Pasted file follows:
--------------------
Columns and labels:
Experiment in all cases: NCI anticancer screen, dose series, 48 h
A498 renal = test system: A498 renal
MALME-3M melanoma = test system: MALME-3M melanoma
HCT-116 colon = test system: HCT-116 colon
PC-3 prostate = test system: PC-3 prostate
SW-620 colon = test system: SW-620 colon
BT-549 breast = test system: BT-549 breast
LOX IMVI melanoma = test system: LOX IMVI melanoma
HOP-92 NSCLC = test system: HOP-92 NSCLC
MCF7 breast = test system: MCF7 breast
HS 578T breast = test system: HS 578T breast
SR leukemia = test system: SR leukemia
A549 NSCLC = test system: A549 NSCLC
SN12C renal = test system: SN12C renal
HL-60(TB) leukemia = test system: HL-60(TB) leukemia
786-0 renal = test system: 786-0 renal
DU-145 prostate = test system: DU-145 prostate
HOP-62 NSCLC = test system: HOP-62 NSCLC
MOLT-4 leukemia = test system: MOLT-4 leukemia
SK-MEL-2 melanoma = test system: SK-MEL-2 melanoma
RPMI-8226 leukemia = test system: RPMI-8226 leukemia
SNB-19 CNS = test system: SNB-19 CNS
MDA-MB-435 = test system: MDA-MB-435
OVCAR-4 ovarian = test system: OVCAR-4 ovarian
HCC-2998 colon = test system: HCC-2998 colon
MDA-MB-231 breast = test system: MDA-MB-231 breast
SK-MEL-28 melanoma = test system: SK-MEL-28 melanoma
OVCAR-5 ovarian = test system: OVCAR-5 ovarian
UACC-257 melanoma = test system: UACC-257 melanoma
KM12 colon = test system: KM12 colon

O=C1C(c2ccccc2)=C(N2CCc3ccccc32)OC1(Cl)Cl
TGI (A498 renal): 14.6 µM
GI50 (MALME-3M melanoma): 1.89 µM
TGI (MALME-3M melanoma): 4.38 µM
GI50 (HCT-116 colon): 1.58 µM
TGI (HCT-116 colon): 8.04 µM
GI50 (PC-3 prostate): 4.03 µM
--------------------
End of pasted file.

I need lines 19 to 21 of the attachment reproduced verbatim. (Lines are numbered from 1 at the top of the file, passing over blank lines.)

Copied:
HOP-62 NSCLC = test system: HOP-62 NSCLC
MOLT-4 leukemia = test system: MOLT-4 leukemia
SK-MEL-2 melanoma = test system: SK-MEL-2 melanoma